Mathematics Stack Exchange is a question and answer site for people studying math at any level and professionals in related fields. Join them; it only takes a minute:

Sign up
Here's how it works:
  1. Anybody can ask a question
  2. Anybody can answer
  3. The best answers are voted up and rise to the top

Let $(a_{n})_{n \geq1}$ be a real sequence such that $a_{1}=a_{2}=1$ and $\displaystyle a_{n+2}=a_{n+1}+\frac{a_{n}}{3^n}, n\geq 1$.

Prove that $a_{n} < 2, \forall n \geq 1.$

I write $$\sum a_{k+2}-a_{k+1}=\sum \frac{a_{k}}{3}$$ and I obtained :



$$a_{n}=\frac{a_{1}+\ldots+a_{n-2}+3}{3} < 2$$

And what remains to prove it is :

$$a_{1}+\ldots +a_{n-2} < 3,$$ but from this point I don't know how I have to do.

I need a proof without derivatives.

Thanks :)

share|cite|improve this question
up vote 8 down vote accepted

We have $$ a_1=a_2=1,\ a_3=a_2+\frac{a_1}{3}=\frac43<2. $$ If we assume that $a_k<2$ for all $k=1,\ldots,n$, with $n \ge 3$, then we have $$ a_{n+1}=a_2+\sum_{k=2}^n(a_{k+1}-a_k)=a_2+\sum_{k=2}^n\frac{a_{k-1}}{3^{k-1}}<1+\sum_{k=2}^n\frac{2}{3^{k-1}}=1+1-\frac{1}{3^{n-1}}<2. $$

share|cite|improve this answer
Great answer! For your induction hypothesis on $n\geq 3$, you might want to assume that $a_k<2$ for all $k=1,\ldots,n$. – 1015 Jan 26 '13 at 21:06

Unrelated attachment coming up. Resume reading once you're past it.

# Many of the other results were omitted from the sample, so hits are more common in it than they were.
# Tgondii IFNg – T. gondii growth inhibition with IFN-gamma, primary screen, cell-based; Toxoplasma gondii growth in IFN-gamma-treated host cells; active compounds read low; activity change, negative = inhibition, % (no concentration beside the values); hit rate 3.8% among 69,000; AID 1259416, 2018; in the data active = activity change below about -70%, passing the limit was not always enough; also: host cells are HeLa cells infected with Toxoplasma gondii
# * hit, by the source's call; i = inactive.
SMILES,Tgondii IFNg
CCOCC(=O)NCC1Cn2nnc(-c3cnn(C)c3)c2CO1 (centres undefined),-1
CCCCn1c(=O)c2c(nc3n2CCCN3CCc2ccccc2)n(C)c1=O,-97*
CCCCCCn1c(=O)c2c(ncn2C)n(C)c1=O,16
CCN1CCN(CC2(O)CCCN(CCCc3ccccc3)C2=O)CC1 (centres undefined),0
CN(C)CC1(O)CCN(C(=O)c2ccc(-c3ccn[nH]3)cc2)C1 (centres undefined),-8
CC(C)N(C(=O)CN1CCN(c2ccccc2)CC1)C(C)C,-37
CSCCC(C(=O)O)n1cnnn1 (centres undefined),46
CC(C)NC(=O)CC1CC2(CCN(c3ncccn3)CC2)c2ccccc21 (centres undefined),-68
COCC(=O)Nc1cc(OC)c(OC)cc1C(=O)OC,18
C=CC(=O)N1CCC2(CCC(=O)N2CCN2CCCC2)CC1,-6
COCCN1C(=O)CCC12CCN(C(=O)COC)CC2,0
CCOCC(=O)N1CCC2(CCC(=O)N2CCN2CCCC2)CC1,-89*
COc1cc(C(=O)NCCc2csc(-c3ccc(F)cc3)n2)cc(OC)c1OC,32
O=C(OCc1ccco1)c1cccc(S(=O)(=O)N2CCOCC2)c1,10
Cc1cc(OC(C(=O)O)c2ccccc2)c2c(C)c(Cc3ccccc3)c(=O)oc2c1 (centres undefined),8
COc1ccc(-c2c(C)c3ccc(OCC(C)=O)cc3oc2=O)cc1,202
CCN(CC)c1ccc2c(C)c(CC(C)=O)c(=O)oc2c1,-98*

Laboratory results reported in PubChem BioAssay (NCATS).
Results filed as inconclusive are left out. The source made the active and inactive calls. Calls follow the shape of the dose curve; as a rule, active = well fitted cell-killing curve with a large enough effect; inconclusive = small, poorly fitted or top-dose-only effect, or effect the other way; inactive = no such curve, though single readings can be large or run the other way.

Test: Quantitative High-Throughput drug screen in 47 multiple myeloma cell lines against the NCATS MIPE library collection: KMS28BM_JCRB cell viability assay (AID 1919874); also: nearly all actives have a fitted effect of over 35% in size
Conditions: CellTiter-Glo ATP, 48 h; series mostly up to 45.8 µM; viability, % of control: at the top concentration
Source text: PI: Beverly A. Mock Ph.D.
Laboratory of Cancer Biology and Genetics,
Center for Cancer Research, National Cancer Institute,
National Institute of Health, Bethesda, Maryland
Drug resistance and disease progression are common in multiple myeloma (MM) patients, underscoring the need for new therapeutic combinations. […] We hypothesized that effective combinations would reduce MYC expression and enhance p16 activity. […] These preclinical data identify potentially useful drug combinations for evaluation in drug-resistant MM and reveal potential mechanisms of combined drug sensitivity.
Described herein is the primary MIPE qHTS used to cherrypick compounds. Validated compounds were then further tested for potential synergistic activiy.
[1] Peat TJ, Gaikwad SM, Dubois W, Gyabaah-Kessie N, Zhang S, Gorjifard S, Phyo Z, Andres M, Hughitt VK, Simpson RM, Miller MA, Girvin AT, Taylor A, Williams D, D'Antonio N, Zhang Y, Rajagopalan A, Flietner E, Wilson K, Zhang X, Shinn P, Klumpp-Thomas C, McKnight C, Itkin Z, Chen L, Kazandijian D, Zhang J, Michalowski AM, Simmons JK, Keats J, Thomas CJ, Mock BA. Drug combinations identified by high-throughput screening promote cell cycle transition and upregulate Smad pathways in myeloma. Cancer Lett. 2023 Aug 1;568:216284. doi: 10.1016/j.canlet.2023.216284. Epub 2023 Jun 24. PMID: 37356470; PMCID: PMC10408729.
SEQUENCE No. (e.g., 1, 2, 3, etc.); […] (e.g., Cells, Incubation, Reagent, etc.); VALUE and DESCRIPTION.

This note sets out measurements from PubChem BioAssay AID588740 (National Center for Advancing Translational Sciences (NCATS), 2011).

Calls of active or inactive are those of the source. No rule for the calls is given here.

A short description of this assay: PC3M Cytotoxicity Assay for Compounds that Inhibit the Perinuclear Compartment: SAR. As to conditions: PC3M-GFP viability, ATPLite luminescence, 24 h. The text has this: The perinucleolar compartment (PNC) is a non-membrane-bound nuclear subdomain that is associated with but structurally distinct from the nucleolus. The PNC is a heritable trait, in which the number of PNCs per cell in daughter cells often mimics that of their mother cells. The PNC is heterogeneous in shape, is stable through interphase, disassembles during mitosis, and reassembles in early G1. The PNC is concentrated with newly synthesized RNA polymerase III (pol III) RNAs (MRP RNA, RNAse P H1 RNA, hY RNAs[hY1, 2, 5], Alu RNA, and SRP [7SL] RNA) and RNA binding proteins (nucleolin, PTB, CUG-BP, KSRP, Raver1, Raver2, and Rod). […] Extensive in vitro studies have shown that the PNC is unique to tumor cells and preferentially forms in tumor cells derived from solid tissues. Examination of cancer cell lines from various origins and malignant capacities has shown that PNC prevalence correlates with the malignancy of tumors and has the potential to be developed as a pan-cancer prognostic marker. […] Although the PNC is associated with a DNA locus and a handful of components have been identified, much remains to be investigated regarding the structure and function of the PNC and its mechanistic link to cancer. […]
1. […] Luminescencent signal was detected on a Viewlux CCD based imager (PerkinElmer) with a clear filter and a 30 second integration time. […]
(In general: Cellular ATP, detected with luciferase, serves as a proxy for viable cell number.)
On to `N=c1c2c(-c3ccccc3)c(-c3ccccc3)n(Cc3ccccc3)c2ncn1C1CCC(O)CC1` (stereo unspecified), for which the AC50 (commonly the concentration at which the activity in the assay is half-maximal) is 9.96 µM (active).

Thanks, that's what I meant. – Mercy King Jan 26 '13 at 21:16


$$a_n < 2-\frac{1}{3^n} \,.$$

$P(1), P(2)$ are easy to check.

Inductive step:

$$a_{n+1}= a_{n+1}+\frac{a_n}{3^n} \leq 2-\frac{1}{3^{n+1}}- \frac{2-\frac{1}{3^n}}{3^n}=2-\frac{1}{3^{n+1}}- \frac{2}{3^n}+\frac{1}{9^n} $$

If we can prove taht

$$2-\frac{1}{3^{n+1}}- \frac{2}{3^n}+\frac{1}{9^n} < 2-\frac{1}{3^{n+2}}$$ we are done.

But this is equivalent to

$$\frac{1}{3^{n+2}}+\frac{1}{9^n} <\frac{1}{3^{n+1}}+ \frac{2}{3^n}$$

which is obvious.

P.S. This is a pretty standard but not well known technique. If $a_n$ is increasing, then $a_n \leq C$ cannot be proven directly by induction, but one might be able to find a decreasing $b_n \geq 0$, and then prove by induction the stronger claim

$$a_n < C-b_n \,.$$

The standard well known example of this phenomena is

$$1+\frac{1}{2^2}+..+\frac{1}{n^2} <2 $$ vs $$1+\frac{1}{2^2}+..+\frac{1}{n^2} <2 -\frac{1}{n+1}$$

share|cite|improve this answer
+1. I started writing an answer similar to yours before I saw you posted this. It might be easier to prove $$a_n < 2 - \dfrac9{3^n}$$ – user17762 Jan 26 '13 at 21:21

if we assume there is a generating function so

$$ f(x)= \sum_{n=0}^{\infty}a_{n}x^{n} $$

then $ f(x) $ satisfy the functional equation

$$ f(x)-a_{0}-a_{1}x=f(x)x-a_{0}x+x^{2}f(x/3) $$

from this i think you could obtaien the derivatives so $$ n!f^{(n)}(0)= a_{n} $$

share|cite|improve this answer
I need an answers without derivatives:) – Iuli Jan 26 '13 at 20:50
asymptotically the difference equation is equivalnet to $ y'(x)=3^{-x}y(x) $ solving this i get that $ a(n) \sim exp( -3^{-n}/log(3)) $ – Jose Garcia Jan 26 '13 at 20:55

Your Answer


By posting your answer, you agree to the privacy policy and terms of service.

Not the answer you're looking for? Browse other questions tagged or ask your own question.